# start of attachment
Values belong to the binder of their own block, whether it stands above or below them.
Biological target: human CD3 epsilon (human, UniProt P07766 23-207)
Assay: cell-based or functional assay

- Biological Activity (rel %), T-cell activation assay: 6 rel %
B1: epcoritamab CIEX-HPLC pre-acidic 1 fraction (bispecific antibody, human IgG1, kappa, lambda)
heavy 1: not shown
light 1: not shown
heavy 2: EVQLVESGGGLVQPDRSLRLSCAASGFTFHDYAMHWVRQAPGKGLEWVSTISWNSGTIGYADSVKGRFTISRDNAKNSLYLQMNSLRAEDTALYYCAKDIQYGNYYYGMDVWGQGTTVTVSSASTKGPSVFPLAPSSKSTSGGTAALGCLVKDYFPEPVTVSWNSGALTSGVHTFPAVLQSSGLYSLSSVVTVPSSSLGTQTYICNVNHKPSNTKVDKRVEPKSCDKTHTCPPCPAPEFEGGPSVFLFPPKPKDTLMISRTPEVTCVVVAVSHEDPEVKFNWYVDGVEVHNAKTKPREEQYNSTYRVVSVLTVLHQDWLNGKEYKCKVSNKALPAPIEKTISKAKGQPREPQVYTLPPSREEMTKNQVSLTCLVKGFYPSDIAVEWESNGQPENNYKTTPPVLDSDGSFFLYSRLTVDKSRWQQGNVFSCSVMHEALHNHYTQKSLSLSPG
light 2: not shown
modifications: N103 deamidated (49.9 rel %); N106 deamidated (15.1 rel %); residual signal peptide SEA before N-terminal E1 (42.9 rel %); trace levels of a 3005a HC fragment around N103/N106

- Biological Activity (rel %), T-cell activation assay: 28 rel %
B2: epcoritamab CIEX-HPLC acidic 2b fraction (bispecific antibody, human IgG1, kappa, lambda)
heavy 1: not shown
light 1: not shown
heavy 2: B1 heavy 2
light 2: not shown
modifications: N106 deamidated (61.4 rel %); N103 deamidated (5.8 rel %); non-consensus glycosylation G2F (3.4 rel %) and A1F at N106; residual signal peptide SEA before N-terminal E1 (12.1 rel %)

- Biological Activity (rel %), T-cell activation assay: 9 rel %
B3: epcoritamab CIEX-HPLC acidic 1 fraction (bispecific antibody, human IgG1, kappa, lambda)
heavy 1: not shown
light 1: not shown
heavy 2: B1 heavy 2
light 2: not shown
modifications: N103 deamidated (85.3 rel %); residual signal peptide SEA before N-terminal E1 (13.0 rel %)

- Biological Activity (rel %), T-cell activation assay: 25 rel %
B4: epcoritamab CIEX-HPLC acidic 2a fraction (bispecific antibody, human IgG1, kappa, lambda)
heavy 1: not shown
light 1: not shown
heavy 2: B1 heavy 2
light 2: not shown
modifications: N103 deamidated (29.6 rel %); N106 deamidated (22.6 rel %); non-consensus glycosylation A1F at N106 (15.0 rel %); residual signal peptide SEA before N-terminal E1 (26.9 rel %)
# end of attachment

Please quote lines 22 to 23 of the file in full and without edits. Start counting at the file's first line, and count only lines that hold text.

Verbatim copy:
heavy 2: B1 heavy 2
light 2: not shown